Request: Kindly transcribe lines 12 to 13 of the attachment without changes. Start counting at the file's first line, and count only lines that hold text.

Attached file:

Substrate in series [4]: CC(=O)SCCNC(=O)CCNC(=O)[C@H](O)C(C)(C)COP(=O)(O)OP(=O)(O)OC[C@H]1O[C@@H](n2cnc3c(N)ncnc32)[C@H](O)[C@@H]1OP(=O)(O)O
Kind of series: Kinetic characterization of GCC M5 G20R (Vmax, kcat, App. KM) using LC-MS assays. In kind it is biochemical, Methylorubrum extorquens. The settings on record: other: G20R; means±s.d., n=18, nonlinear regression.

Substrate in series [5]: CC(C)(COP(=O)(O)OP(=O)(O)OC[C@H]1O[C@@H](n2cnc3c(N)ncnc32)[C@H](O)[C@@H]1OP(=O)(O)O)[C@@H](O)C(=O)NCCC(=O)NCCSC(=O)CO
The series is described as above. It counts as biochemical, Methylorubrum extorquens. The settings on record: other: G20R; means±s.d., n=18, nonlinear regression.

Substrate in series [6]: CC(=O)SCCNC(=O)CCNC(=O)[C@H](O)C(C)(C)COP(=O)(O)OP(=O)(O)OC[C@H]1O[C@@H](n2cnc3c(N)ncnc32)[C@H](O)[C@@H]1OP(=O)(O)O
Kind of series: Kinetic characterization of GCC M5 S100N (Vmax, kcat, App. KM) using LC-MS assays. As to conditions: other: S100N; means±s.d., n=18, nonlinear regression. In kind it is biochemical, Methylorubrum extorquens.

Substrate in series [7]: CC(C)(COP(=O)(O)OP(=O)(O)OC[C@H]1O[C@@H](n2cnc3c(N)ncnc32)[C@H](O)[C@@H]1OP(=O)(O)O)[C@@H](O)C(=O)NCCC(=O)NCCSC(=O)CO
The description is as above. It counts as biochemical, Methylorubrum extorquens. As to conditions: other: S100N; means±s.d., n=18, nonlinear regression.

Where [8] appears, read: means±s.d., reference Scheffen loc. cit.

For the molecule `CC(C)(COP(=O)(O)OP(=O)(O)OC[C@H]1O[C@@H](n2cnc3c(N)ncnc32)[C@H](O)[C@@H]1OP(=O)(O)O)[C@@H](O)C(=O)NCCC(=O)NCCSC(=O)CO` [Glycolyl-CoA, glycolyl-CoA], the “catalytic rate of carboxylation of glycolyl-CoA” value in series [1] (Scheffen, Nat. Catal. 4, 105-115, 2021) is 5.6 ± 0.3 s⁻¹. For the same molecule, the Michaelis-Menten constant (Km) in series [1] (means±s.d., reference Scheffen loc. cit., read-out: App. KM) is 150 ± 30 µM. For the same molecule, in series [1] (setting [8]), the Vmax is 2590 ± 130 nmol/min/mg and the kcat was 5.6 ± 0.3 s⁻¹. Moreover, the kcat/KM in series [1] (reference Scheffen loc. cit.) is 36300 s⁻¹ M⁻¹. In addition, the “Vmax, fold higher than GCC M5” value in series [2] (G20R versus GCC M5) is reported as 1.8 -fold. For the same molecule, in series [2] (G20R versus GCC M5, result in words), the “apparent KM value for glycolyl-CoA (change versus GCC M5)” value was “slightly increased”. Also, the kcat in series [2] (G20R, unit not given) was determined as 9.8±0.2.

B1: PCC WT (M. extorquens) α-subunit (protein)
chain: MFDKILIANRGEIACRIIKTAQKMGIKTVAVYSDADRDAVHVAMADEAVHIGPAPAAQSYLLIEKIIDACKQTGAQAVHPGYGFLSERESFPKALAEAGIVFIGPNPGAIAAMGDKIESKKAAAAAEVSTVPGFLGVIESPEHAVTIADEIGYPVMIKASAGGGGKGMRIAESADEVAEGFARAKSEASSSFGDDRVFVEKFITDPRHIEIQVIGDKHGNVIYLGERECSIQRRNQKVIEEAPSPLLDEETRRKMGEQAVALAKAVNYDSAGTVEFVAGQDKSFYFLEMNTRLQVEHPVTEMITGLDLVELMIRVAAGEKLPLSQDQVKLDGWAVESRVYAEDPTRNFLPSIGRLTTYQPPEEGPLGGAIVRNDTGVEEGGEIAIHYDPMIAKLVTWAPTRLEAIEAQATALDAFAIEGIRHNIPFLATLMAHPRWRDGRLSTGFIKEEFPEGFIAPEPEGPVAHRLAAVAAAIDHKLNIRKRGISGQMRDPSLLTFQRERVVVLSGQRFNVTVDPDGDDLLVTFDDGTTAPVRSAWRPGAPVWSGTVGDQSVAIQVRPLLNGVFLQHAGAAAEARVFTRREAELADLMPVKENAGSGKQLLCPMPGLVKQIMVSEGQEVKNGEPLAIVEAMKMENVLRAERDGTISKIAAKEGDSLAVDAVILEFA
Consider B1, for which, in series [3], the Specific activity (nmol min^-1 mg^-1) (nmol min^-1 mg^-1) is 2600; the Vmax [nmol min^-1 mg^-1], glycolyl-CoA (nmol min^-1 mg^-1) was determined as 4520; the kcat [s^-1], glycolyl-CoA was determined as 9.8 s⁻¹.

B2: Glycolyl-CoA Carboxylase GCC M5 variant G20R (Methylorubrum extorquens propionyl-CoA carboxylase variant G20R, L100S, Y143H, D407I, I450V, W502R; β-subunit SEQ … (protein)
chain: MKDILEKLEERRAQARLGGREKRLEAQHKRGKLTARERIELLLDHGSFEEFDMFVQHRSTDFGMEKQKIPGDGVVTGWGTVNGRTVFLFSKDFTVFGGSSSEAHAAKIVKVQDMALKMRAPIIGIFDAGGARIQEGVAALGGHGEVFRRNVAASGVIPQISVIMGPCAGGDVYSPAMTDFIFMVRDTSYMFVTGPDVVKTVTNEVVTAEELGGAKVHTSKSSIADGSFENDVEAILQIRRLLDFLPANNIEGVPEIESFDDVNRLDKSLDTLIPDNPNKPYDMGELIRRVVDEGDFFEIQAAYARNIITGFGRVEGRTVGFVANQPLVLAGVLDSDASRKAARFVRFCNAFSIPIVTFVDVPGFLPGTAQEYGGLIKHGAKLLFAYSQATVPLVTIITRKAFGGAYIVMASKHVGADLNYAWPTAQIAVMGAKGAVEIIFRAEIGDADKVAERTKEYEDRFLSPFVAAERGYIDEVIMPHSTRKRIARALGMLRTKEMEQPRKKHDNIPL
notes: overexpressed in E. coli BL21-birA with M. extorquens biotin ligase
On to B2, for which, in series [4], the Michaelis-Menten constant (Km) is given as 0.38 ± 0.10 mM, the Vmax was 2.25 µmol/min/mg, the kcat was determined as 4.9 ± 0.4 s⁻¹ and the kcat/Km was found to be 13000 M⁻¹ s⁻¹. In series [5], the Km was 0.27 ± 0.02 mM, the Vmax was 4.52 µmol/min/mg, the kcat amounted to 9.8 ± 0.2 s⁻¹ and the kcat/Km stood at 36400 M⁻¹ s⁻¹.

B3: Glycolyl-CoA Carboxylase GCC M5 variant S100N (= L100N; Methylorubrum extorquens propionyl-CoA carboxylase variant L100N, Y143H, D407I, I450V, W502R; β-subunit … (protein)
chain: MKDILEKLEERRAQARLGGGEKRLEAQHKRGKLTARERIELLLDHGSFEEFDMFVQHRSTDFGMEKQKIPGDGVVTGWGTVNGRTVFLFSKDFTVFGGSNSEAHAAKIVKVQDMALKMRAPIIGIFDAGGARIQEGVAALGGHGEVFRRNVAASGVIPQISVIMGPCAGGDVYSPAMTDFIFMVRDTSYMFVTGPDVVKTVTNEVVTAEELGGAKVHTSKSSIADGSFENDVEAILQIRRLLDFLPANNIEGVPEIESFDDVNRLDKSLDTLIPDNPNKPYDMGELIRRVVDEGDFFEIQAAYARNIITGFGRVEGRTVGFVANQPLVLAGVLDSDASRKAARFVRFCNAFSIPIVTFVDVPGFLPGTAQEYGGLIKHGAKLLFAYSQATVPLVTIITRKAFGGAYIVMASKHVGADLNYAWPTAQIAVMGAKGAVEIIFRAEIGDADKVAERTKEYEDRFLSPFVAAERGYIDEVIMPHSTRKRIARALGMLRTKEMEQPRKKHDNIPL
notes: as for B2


chain: MFDKILIANRGEIACRIIKTAQKMGIKTVAVYSDADRDAVHVAMADEAVHIGPAPAAQSYLLIEKIIDACKQTGAQAVHPGYGFLSERESFPKALAEAGIVFIGPNPGAIAAMGDKIESKKAAAAAEVSTVPGFLGVIESPEHAVTIADEIGYPVMIKASAGGGGKGMRIAESADEVAEGFARAKSEASSSFGDDRVFVEKFITDPRHIEIQVIGDKHGNVIYLGERECSIQRRNQKVIEEAPSPLLDEETRRKMGEQAVALAKAVNYDSAGTVEFVAGQDKSFYFLEMNTRLQVEHPVTEMITGLDLVELMIRVAAGEKLPLSQDQVKLDGWAVESRVYAEDPTRNFLPSIGRLTTYQPPEEGPLGGAIVRNDTGVEEGGEIAIHYDPMIAKLVTWAPTRLEAIEAQATALDAFAIEGIRHNIPFLATLMAHPRWRDGRLSTGFIKEEFPEGFIAPEPEGPVAHRLAAVAAAIDHKLNIRKRGISGQMRDPSLLTFQRERVVVLSGQRFNVTVDPDGDDLLVTFDDGTTAPVRSAWRPGAPVWSGTVGDQSVAIQVRPLLNGVFLQHAGAAAEARVFTRREAELADLMPVKENAGSGKQLLCPMPGLVKQIMVSEGQEVKNGEPLAIVEAMKMENVLRAERDGTISKIAAKEGDSLAVDAVILEFA
Consider B1, for which, in series [3], the Specific activity (nmol min^-1 mg^-1) (nmol min^-1 mg^-1) is 2600; the Vmax [nmol min^-1 mg^-1], glycolyl-CoA (nmol min^-1 mg^-1) was determined as 4520; the kcat [s^-1], glycolyl-CoA was determined as 9.8 s⁻¹.